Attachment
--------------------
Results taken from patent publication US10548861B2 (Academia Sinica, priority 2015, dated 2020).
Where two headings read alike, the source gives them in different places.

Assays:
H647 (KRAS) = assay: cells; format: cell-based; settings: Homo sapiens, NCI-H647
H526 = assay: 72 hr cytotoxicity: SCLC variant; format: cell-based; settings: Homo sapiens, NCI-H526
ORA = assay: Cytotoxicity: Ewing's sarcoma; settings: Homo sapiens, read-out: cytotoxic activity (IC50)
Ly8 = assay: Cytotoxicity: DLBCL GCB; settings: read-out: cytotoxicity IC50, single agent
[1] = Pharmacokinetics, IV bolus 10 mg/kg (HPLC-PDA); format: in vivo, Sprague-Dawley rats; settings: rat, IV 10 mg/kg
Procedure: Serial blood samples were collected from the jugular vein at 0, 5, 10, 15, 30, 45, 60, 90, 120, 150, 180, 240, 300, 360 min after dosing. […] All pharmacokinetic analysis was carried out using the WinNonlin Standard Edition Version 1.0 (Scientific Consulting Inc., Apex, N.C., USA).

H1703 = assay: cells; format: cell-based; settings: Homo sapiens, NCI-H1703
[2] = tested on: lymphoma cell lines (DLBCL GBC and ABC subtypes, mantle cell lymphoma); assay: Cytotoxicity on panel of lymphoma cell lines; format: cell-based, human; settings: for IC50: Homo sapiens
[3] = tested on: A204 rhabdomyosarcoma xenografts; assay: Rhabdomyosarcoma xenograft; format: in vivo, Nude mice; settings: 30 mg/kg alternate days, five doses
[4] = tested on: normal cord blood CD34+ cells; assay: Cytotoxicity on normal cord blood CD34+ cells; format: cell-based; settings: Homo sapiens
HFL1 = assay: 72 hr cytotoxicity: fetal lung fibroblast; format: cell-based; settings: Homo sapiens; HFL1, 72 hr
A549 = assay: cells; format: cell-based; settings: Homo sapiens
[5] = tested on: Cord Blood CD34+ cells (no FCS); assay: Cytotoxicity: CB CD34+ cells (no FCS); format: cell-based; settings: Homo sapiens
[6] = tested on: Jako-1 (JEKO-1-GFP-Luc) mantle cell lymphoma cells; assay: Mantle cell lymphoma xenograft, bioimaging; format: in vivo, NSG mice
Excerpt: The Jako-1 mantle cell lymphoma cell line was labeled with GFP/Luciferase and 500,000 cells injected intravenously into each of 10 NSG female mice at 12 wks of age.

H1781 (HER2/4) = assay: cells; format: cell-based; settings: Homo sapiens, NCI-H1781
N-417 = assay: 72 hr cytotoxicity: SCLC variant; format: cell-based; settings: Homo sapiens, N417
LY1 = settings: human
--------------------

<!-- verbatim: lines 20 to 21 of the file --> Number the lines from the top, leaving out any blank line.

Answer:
N-417 = assay: 72 hr cytotoxicity: SCLC variant; format: cell-based; settings: Homo sapiens, N417
LY1 = settings: human